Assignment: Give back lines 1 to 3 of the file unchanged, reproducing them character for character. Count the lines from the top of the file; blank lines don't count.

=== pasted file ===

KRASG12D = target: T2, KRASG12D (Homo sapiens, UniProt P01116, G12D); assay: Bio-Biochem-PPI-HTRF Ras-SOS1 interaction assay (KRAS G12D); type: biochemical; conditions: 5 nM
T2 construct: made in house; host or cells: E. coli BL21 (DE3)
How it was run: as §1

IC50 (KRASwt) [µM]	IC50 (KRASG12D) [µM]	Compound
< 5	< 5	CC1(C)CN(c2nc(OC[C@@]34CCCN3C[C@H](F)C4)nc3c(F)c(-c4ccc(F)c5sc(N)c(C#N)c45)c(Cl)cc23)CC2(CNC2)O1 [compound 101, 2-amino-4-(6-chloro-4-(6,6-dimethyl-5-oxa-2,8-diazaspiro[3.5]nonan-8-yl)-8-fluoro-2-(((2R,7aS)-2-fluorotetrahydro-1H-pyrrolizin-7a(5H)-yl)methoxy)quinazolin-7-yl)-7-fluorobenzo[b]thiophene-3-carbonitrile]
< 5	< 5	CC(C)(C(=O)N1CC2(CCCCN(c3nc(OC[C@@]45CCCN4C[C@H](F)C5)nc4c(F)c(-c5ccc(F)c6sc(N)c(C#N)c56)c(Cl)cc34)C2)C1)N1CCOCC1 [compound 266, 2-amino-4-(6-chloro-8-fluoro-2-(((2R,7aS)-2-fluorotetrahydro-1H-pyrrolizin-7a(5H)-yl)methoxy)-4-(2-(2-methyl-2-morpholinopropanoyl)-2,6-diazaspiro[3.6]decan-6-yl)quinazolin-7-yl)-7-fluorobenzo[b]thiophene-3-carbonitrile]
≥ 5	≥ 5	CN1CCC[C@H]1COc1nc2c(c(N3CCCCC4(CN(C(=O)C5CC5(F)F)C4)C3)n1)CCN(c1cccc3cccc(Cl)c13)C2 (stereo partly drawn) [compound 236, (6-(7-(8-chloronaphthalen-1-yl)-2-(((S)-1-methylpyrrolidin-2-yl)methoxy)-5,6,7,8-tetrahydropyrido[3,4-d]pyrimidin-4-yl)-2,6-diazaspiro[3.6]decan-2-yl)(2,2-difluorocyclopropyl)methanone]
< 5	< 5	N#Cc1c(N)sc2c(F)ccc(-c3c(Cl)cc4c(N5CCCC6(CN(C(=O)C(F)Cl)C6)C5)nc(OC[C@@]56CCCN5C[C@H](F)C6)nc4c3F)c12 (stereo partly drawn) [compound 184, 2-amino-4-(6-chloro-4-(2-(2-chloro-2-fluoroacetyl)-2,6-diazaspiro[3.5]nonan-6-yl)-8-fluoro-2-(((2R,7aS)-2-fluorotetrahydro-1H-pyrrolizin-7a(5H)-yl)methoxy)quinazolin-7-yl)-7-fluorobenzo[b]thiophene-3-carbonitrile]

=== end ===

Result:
KRASG12D = target: T2, KRASG12D (Homo sapiens, UniProt P01116, G12D); assay: Bio-Biochem-PPI-HTRF Ras-SOS1 interaction assay (KRAS G12D); type: biochemical; conditions: 5 nM
T2 construct: made in house; host or cells: E. coli BL21 (DE3)
How it was run: as §1